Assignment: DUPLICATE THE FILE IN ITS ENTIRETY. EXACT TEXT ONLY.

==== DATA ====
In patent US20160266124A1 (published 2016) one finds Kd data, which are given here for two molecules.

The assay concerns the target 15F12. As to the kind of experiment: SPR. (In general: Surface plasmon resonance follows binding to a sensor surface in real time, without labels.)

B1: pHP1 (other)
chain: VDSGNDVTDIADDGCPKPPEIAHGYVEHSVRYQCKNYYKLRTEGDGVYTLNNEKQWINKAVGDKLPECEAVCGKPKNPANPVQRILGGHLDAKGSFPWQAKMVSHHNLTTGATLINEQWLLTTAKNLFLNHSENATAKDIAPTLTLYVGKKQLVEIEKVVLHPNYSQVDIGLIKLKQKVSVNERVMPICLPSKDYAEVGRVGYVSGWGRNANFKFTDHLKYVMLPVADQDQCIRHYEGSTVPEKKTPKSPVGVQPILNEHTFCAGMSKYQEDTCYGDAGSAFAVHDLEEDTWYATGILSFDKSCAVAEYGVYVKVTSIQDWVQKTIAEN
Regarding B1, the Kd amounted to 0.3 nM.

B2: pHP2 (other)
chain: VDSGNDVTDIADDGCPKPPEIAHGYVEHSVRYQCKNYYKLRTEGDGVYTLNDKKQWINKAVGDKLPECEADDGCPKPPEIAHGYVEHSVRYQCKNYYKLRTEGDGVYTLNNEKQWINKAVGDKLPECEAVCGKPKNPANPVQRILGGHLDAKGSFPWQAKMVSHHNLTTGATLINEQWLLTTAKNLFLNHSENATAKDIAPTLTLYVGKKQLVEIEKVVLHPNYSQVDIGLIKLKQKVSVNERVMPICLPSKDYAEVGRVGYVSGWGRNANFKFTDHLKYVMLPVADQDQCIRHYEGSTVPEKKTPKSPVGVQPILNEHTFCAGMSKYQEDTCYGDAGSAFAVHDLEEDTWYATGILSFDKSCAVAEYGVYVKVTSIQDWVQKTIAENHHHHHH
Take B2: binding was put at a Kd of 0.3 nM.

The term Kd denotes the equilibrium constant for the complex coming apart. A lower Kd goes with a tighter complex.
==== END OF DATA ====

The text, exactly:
In patent US20160266124A1 (published 2016) one finds Kd data, which are given here for two molecules.

The assay concerns the target 15F12. As to the kind of experiment: SPR. (In general: Surface plasmon resonance follows binding to a sensor surface in real time, without labels.)

B1: pHP1 (other)
chain: VDSGNDVTDIADDGCPKPPEIAHGYVEHSVRYQCKNYYKLRTEGDGVYTLNNEKQWINKAVGDKLPECEAVCGKPKNPANPVQRILGGHLDAKGSFPWQAKMVSHHNLTTGATLINEQWLLTTAKNLFLNHSENATAKDIAPTLTLYVGKKQLVEIEKVVLHPNYSQVDIGLIKLKQKVSVNERVMPICLPSKDYAEVGRVGYVSGWGRNANFKFTDHLKYVMLPVADQDQCIRHYEGSTVPEKKTPKSPVGVQPILNEHTFCAGMSKYQEDTCYGDAGSAFAVHDLEEDTWYATGILSFDKSCAVAEYGVYVKVTSIQDWVQKTIAEN
Regarding B1, the Kd amounted to 0.3 nM.

B2: pHP2 (other)
chain: VDSGNDVTDIADDGCPKPPEIAHGYVEHSVRYQCKNYYKLRTEGDGVYTLNDKKQWINKAVGDKLPECEADDGCPKPPEIAHGYVEHSVRYQCKNYYKLRTEGDGVYTLNNEKQWINKAVGDKLPECEAVCGKPKNPANPVQRILGGHLDAKGSFPWQAKMVSHHNLTTGATLINEQWLLTTAKNLFLNHSENATAKDIAPTLTLYVGKKQLVEIEKVVLHPNYSQVDIGLIKLKQKVSVNERVMPICLPSKDYAEVGRVGYVSGWGRNANFKFTDHLKYVMLPVADQDQCIRHYEGSTVPEKKTPKSPVGVQPILNEHTFCAGMSKYQEDTCYGDAGSAFAVHDLEEDTWYATGILSFDKSCAVAEYGVYVKVTSIQDWVQKTIAENHHHHHH
Take B2: binding was put at a Kd of 0.3 nM.

The term Kd denotes the equilibrium constant for the complex coming apart. A lower Kd goes with a tighter complex.